As I mentioned in my previous blog post, I designed the proximity-sensing LED circuit to eventually move it on to a printed circuit board, or PCB. This was my first experience with PCB layout, and thankfully it was successful! The board I designed is in the picture below. We ordered 6 “prints” and soldered them in our MakerSpace. I also included extra vias (electrical connections between the layers of the board) so that we could connect multiple boards together.
I am happy to work with distributors around the world to introduce Digilent educational kits and bring the latest technology to worldwide colleges. This summer, CoreEL Technlogies and Digilent organized five half-day workshops for educators and graduate teaching assistant at five different cities in India — New Delhi, Kolkata, Pune, Bangalore, and Chennai. I am honored to be invited by CoreEL Technologies to conduct the workshop.
Who doesn’t love interactive LEDs? This project started because I wanted to make a simple circuit that I could later move on to a printed circuit board (PCB) that I designed myself. (The original goal was to learn PCB design and layout.) This idea was given to me by my manager, Larissa, and was inspired by Evil Mad Science’s Octolively. Being an analog enthusiast, I came up with my own design that doesn’t use any ICs.
After 15 years, we’re still hard at work building better tools for engineering education. We’re working more closely than ever with leading companies like Xilinx, Analog Devices, Texas Instruments, and Linear Technology, and our shared mission is the same — to create tools and technologies that give students access to the most relevant technologies. And I can honestly say that we’re all still loving our jobs! Since joining with National Instruments almost two years ago, we’ve gained access to a larger group of world-class engineers and improved our manufacturing processes, but we’ve maintained our laser-focus on producing the best, lowest-cost teaching and learning kits for engineers.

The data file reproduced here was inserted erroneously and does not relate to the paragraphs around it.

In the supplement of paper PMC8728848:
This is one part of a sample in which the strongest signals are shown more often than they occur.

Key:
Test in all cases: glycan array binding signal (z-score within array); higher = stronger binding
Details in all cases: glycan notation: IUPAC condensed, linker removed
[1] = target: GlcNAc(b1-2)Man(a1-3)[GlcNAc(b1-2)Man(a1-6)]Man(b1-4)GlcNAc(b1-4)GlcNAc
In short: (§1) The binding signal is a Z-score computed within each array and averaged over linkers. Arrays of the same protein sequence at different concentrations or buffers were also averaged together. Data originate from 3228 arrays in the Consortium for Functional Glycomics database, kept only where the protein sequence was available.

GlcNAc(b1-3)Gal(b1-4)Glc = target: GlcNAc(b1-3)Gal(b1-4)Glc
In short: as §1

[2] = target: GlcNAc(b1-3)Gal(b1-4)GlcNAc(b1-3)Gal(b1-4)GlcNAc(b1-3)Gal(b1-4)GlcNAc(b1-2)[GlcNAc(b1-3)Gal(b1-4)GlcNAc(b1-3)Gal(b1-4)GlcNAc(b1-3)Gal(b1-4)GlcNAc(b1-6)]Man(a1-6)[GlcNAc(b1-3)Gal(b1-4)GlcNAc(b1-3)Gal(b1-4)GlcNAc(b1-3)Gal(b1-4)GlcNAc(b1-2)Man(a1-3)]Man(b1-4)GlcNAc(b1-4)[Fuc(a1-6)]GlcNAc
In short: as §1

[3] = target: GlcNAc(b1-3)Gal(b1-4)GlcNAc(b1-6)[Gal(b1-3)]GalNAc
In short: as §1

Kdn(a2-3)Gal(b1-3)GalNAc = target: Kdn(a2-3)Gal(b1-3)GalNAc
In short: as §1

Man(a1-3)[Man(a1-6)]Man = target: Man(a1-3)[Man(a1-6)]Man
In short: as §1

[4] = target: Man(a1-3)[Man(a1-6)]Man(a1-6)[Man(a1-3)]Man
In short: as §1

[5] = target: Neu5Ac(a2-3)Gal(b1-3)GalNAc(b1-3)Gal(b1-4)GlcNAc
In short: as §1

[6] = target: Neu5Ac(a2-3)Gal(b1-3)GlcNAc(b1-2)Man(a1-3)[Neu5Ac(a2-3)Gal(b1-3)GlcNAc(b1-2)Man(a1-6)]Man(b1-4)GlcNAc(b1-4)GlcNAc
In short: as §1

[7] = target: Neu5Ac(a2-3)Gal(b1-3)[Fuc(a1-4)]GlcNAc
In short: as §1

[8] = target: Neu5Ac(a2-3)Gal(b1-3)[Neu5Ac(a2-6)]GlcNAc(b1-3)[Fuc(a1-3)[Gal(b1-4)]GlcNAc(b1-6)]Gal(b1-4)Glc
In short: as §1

Digilent is happy to announce that we will be at SEFI from September 15-19. The SEFI Conference is being held at University of Birmingham, UK. Digilent will have a workshop called “Hands-on Learning with All-in-One Portable Sab” on September 16. Dr. Mircea Dabacan from Technical University of Cluj-Napoca will demonstrate how active learning modules using the Digilent Analog Discovery can be integrated into undergraduate circuits and electronics courses for majors and non-majors, as well as into outreach programs for high school students. Digilent will also have a joint booth with Trenz, Digilent’s EU Partner, in the exhibit hall.
You may recall a post we had a few days back on the Pmods that offered a DAC. As I mentioned then, DACs are used for a wide variety of applications but one of the most common ways that you see a DAC being used is in audio applications. Digilent’s Pmod line offers several audio peripheral modules that do just that.
Previously, we had the chance to take a look at the LS1, which is a great Pmod to use with line-following robots such as Susan. Today, we’ll take a look at five of the digital-to-analog converter (DAC) Pmods. Four of them are conveniently named DA1, DA2, DA3, and DA4, and the last one is a R-2R circuit.
A while ago, I introduced Susan the line-following pig in this blog post. Since then, Susan has garnered a lot of interest from her appearances at ASEE and in various other blog posts. A couple of weeks ago, we held a hardware MakerSpace featuring Susan. We had employees from sales and engineering together putting together the kits. Susan is built off of the MRK + Line Robot Kit that you can view or purchase here, if you’re interested in making a line-following robot of your own.